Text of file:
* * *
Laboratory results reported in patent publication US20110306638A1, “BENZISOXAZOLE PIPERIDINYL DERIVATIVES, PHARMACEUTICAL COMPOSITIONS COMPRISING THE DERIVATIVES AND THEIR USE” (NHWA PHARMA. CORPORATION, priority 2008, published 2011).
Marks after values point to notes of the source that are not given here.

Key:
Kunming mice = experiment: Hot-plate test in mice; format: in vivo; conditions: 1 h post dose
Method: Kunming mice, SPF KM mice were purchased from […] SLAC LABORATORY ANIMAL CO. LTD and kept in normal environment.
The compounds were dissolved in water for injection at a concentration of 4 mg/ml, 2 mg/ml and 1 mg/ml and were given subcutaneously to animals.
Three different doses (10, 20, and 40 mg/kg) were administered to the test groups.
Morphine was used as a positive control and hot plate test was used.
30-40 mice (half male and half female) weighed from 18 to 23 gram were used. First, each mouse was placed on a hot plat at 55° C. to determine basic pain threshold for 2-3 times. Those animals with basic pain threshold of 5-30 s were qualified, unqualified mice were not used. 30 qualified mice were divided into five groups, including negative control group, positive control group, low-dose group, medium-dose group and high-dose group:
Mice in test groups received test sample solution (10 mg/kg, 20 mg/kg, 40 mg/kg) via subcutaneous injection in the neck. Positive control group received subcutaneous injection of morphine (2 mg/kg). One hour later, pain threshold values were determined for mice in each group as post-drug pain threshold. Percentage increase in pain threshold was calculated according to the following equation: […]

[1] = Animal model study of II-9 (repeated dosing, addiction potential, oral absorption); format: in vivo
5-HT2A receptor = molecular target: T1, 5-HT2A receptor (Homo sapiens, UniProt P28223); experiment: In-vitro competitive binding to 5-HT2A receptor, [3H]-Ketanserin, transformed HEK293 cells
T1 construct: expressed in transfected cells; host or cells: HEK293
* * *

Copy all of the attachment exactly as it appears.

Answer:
Laboratory results reported in patent publication US20110306638A1, “BENZISOXAZOLE PIPERIDINYL DERIVATIVES, PHARMACEUTICAL COMPOSITIONS COMPRISING THE DERIVATIVES AND THEIR USE” (NHWA PHARMA. CORPORATION, priority 2008, published 2011).
Marks after values point to notes of the source that are not given here.

Key:
Kunming mice = experiment: Hot-plate test in mice; format: in vivo; conditions: 1 h post dose
Method: Kunming mice, SPF KM mice were purchased from […] SLAC LABORATORY ANIMAL CO. LTD and kept in normal environment.
The compounds were dissolved in water for injection at a concentration of 4 mg/ml, 2 mg/ml and 1 mg/ml and were given subcutaneously to animals.
Three different doses (10, 20, and 40 mg/kg) were administered to the test groups.
Morphine was used as a positive control and hot plate test was used.
30-40 mice (half male and half female) weighed from 18 to 23 gram were used. First, each mouse was placed on a hot plat at 55° C. to determine basic pain threshold for 2-3 times. Those animals with basic pain threshold of 5-30 s were qualified, unqualified mice were not used. 30 qualified mice were divided into five groups, including negative control group, positive control group, low-dose group, medium-dose group and high-dose group:
Mice in test groups received test sample solution (10 mg/kg, 20 mg/kg, 40 mg/kg) via subcutaneous injection in the neck. Positive control group received subcutaneous injection of morphine (2 mg/kg). One hour later, pain threshold values were determined for mice in each group as post-drug pain threshold. Percentage increase in pain threshold was calculated according to the following equation: […]

[1] = Animal model study of II-9 (repeated dosing, addiction potential, oral absorption); format: in vivo
5-HT2A receptor = molecular target: T1, 5-HT2A receptor (Homo sapiens, UniProt P28223); experiment: In-vitro competitive binding to 5-HT2A receptor, [3H]-Ketanserin, transformed HEK293 cells
T1 construct: expressed in transfected cells; host or cells: HEK293